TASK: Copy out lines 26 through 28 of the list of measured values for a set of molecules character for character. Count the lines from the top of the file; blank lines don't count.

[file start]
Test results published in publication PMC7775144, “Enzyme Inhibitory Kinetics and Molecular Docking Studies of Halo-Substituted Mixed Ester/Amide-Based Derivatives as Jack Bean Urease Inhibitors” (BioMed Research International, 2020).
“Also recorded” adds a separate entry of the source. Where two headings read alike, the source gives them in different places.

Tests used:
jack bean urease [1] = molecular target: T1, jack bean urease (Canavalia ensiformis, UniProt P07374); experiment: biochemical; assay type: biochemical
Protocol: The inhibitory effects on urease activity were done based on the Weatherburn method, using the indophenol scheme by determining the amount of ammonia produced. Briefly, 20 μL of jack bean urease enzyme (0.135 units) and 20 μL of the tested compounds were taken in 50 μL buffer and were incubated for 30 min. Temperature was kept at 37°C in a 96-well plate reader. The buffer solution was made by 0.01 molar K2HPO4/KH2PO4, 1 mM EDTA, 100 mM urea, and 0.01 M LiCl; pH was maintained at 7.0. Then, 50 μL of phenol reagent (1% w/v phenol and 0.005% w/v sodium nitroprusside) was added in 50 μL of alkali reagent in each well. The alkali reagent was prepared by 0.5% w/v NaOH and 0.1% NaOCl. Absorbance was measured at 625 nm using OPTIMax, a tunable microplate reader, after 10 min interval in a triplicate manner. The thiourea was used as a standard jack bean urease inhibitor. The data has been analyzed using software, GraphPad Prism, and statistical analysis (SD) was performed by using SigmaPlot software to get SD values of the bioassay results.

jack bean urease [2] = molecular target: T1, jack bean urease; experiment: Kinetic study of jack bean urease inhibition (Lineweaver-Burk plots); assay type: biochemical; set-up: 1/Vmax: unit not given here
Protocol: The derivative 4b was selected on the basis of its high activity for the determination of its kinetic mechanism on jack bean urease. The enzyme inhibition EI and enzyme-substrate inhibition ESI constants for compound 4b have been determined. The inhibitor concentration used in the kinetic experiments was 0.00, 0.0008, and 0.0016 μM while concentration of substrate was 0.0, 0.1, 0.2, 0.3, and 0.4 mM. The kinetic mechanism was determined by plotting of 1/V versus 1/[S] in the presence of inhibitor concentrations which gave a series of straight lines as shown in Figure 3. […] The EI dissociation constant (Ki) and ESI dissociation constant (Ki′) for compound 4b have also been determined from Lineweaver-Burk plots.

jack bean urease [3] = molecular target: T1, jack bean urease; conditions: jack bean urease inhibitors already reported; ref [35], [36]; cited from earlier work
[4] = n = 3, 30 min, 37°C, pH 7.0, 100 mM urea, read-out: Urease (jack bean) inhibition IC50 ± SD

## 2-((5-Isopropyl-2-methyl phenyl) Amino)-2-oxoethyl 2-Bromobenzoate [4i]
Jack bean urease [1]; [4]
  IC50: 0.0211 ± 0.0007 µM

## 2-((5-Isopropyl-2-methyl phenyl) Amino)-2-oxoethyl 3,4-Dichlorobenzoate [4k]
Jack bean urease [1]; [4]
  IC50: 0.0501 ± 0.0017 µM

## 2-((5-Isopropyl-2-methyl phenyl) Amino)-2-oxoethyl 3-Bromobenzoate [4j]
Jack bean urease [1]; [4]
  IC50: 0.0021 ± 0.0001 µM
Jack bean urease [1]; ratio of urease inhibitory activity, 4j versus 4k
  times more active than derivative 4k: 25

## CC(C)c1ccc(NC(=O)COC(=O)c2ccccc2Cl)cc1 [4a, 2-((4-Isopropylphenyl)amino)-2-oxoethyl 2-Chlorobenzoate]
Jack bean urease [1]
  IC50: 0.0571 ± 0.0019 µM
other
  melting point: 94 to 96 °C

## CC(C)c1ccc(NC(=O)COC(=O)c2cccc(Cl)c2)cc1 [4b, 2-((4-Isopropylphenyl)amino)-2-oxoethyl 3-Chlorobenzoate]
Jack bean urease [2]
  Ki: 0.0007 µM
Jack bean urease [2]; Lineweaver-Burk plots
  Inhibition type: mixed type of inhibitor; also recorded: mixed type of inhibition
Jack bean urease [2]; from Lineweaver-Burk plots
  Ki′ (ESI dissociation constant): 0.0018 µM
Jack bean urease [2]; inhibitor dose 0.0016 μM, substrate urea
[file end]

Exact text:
## CC(C)c1ccc(NC(=O)COC(=O)c2cccc(Cl)c2)cc1 [4b, 2-((4-Isopropylphenyl)amino)-2-oxoethyl 3-Chlorobenzoate]
Jack bean urease [2]
  Ki: 0.0007 µM